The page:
Twike - human-powered hybrid

An early incarnation of the Twike first went on display at the 1986 World Expo in Vancouver, but the vehicle has undergone numerous changes since then, in both design and ownership.

photo courtesy Neiman Marcus

by Ross Bonander


  • Type: Three-wheeled human-electric hybrid
  • Class: Motorcycle
  • Manufacturer: Fine Mobile
  • Propulsion system: 336V, 3kW, asynchronous motor
  • Top Speed: 55 mph
  • Zero-to-60: NA
  • Vehicle range: 100 miles
  • Fuel(s): Electricity
  • Battery system: Lithium-ion manganese (353 V, 4 Ah load capacity per battery pack; 5 packs possible)
  • Gas-per-Gallon Equivalent (GGE): 250-500 mpg
  • Tailpipe emissions: No
  • Price: $35,000
  • Availability: SOLD OUT until June 2009

The manufacturer says

“The TWIKE is a human-electric hybrid vehicle, designed to carry two passengers comfortably through any weather with speed and style, and without harmful emissions of any kind.”


Built from an aluminum alloy space frame with a thermoplastic body measuring 9’ by 4’ by 4’, the German-made Twike is a clever bit of inspiration that relies on a joystick for control and combines human energy in the form of peddles with plug-in electric power in the form of a lithium ion manganese battery. It won’t appeal to everyone, but the 800-1000 current Twike owners (who apparently prefer the term ‘Twike pilots’), sprinkled largely throughout Europe with a few in the US, are an enthusiastic bunch intent on spreading the good word.

An early incarnation of the Twike first went on display at the 1986 World Expo in Vancouver (I actually went to this Expo as a 15 year old attending a Canadian hockey camp), but the vehicle has undergone numerous changes since then, in both design and ownership.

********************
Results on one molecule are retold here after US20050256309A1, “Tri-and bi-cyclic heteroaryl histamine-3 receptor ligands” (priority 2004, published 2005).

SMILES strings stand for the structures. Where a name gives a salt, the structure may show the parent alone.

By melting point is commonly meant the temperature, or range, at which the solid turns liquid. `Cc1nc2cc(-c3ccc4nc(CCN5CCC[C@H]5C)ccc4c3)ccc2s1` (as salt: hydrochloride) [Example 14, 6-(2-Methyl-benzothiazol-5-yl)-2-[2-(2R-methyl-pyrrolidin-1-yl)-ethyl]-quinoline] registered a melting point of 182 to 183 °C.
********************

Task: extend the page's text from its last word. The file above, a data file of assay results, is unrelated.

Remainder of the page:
What we like

The joystick. Says Twike, “With the joystick you have complete fingertip control of steering, acceleration, turn signals, and brakes, all in one hand.” Just like you did playing Asteroids on the Atari 2600. Laser firing button not optional.

The pedals: Well, I like them now. I won’t when I have to play Fred Flintstone and actually use them.

The class: Rated as a motorcycle, the Twike is road-ready. And weighing in at a lean maximum of 990 pounds, it’s just as dangerous.

The copy: This dazzling bit of copywriting genius does the improbable—it romanticizes the Twike: “The side by side recumbent bicycle seating allows for easy conversation, whether on a morning commute or cross-country trek.” Freakin’ brilliant.

The convertible top: This is like those summer jobs in construction that seemed so appealing as a teenager: you get ripped and tan, and get paid for it! Although they never were as good as they seemed …

What we don’t

The design: They want to tell us it’s pleasing to the eye. Pleasing is in the eye of the beholder, and this eye says it looks like an emergency escape pod … with a wimpy set of wheels.

The price: On the good side, the whopping $35,000 price tag might make it eligible for tax credits in the current stimulus package. On the bad side, that’s a lot of damn money for what you’re getting; so much in fact that without doing the math it’s safe to say the Twike is cost-prohibitive with regard to money spent on gas and maintenance for a traditional car, all things considered.

The name: Despite its European origins, I have little choice but to believe they got the name from a 5 year old American boy who had not yet mastered his R’s.


I remember the exact moment I realized that people of my generation had begun to influence commerce: during Super Bowl XXXIII, a commercial for the Mitsubishi Montero Sport employed Ozzy’s “Crazy Train”.

I’ve had plenty of reminders since, perhaps none as glaring or poignant as the Twike. There is little doubt that the people who developed the Twike are the same people who could pass an hour at my local arcade playing Defender on a single quarter.

Earning 25 cents from a consumer who spends an hour at your establishment is bad, bad business. Perhaps it’s no wonder the arcade as I knew it is gone. But if these are those same guys, they are damn good at getting the most from the least—a concept at the heart of alternative vehicles, and one that certainly applies to the Twike.

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